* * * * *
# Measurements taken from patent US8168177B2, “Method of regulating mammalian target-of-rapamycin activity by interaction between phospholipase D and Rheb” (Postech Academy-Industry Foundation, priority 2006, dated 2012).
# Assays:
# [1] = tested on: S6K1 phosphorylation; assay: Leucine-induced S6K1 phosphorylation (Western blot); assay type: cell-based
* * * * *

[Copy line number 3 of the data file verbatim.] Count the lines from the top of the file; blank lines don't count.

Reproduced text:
# [1] = tested on: S6K1 phosphorylation; assay: Leucine-induced S6K1 phosphorylation (Western blot); assay type: cell-based